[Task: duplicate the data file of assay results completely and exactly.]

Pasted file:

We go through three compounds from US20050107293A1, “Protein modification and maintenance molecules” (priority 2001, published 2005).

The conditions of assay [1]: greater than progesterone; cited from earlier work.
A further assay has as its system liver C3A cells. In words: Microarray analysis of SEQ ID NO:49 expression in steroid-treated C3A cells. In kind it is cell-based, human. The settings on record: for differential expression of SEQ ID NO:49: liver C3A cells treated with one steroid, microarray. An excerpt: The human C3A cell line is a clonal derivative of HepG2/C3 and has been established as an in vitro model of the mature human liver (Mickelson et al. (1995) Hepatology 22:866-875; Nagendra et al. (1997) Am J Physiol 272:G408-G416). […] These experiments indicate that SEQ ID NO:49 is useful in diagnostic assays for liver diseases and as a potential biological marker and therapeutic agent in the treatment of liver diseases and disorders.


We go through three compounds from US20050107293A1, “Protein modification and maintenance molecules” (priority 2001, published 2005).

The conditions of assay [1]: greater than progesterone; cited from earlier work.
A further assay has as its system liver C3A cells. In words: Microarray analysis of SEQ ID NO:49 expression in steroid-treated C3A cells. In kind it is cell-based, human. The settings on record: for differential expression of SEQ ID NO:49: liver C3A cells treated with one steroid, microarray. An excerpt: The human C3A cell line is a clonal derivative of HepG2/C3 and has been established as an in vitro model of the mature human liver (Mickelson et al. (1995) Hepatology 22:866-875; Nagendra et al. (1997) Am J Physiol 272:G408-G416). […] These experiments indicate that SEQ ID NO:49 is useful in diagnostic assays for liver diseases and as a potential biological marker and therapeutic agent in the treatment of liver diseases and disorders.